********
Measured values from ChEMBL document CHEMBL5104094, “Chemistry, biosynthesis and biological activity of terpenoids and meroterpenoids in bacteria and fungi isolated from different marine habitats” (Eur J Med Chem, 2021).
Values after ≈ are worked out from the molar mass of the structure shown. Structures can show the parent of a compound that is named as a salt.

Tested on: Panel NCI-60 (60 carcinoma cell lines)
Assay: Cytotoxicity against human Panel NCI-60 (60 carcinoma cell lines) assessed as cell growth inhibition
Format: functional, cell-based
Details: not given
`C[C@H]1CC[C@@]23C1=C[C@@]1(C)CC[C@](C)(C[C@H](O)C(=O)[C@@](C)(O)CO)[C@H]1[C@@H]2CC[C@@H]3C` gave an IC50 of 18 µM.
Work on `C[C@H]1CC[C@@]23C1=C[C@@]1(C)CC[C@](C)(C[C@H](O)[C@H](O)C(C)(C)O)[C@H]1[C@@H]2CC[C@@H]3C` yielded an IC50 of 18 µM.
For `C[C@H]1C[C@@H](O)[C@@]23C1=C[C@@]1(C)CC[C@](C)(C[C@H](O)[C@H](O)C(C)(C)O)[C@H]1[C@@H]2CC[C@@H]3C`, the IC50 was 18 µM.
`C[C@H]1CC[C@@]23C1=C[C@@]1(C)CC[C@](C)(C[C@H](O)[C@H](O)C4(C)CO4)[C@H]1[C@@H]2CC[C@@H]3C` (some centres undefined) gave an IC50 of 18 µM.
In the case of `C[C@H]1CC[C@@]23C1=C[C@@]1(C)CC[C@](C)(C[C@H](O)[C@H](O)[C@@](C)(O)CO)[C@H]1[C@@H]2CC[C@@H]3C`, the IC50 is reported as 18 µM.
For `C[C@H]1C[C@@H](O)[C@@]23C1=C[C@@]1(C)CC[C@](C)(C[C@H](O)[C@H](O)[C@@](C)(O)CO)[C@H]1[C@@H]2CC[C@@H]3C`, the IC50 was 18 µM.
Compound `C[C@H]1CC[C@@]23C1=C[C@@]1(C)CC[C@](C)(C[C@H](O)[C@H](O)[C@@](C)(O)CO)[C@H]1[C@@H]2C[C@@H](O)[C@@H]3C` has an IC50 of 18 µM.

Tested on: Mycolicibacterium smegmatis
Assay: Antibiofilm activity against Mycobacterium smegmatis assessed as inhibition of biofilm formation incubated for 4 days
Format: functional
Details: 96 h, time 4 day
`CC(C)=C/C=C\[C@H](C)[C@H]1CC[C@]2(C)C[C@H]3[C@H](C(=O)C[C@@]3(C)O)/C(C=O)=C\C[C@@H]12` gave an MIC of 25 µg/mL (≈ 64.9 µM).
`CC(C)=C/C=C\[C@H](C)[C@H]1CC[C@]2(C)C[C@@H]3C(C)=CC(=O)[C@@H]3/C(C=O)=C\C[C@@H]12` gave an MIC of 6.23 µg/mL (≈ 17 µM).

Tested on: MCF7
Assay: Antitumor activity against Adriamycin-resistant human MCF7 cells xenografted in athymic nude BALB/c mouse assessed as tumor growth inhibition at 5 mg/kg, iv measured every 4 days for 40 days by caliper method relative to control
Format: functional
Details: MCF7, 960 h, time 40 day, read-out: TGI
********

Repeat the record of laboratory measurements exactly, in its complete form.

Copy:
Measured values from ChEMBL document CHEMBL5104094, “Chemistry, biosynthesis and biological activity of terpenoids and meroterpenoids in bacteria and fungi isolated from different marine habitats” (Eur J Med Chem, 2021).
Values after ≈ are worked out from the molar mass of the structure shown. Structures can show the parent of a compound that is named as a salt.

Tested on: Panel NCI-60 (60 carcinoma cell lines)
Assay: Cytotoxicity against human Panel NCI-60 (60 carcinoma cell lines) assessed as cell growth inhibition
Format: functional, cell-based
Details: not given
`C[C@H]1CC[C@@]23C1=C[C@@]1(C)CC[C@](C)(C[C@H](O)C(=O)[C@@](C)(O)CO)[C@H]1[C@@H]2CC[C@@H]3C` gave an IC50 of 18 µM.
Work on `C[C@H]1CC[C@@]23C1=C[C@@]1(C)CC[C@](C)(C[C@H](O)[C@H](O)C(C)(C)O)[C@H]1[C@@H]2CC[C@@H]3C` yielded an IC50 of 18 µM.
For `C[C@H]1C[C@@H](O)[C@@]23C1=C[C@@]1(C)CC[C@](C)(C[C@H](O)[C@H](O)C(C)(C)O)[C@H]1[C@@H]2CC[C@@H]3C`, the IC50 was 18 µM.
`C[C@H]1CC[C@@]23C1=C[C@@]1(C)CC[C@](C)(C[C@H](O)[C@H](O)C4(C)CO4)[C@H]1[C@@H]2CC[C@@H]3C` (some centres undefined) gave an IC50 of 18 µM.
In the case of `C[C@H]1CC[C@@]23C1=C[C@@]1(C)CC[C@](C)(C[C@H](O)[C@H](O)[C@@](C)(O)CO)[C@H]1[C@@H]2CC[C@@H]3C`, the IC50 is reported as 18 µM.
For `C[C@H]1C[C@@H](O)[C@@]23C1=C[C@@]1(C)CC[C@](C)(C[C@H](O)[C@H](O)[C@@](C)(O)CO)[C@H]1[C@@H]2CC[C@@H]3C`, the IC50 was 18 µM.
Compound `C[C@H]1CC[C@@]23C1=C[C@@]1(C)CC[C@](C)(C[C@H](O)[C@H](O)[C@@](C)(O)CO)[C@H]1[C@@H]2C[C@@H](O)[C@@H]3C` has an IC50 of 18 µM.

Tested on: Mycolicibacterium smegmatis
Assay: Antibiofilm activity against Mycobacterium smegmatis assessed as inhibition of biofilm formation incubated for 4 days
Format: functional
Details: 96 h, time 4 day
`CC(C)=C/C=C\[C@H](C)[C@H]1CC[C@]2(C)C[C@H]3[C@H](C(=O)C[C@@]3(C)O)/C(C=O)=C\C[C@@H]12` gave an MIC of 25 µg/mL (≈ 64.9 µM).
`CC(C)=C/C=C\[C@H](C)[C@H]1CC[C@]2(C)C[C@@H]3C(C)=CC(=O)[C@@H]3/C(C=O)=C\C[C@@H]12` gave an MIC of 6.23 µg/mL (≈ 17 µM).

Tested on: MCF7
Assay: Antitumor activity against Adriamycin-resistant human MCF7 cells xenografted in athymic nude BALB/c mouse assessed as tumor growth inhibition at 5 mg/kg, iv measured every 4 days for 40 days by caliper method relative to control
Format: functional
Details: MCF7, 960 h, time 40 day, read-out: TGI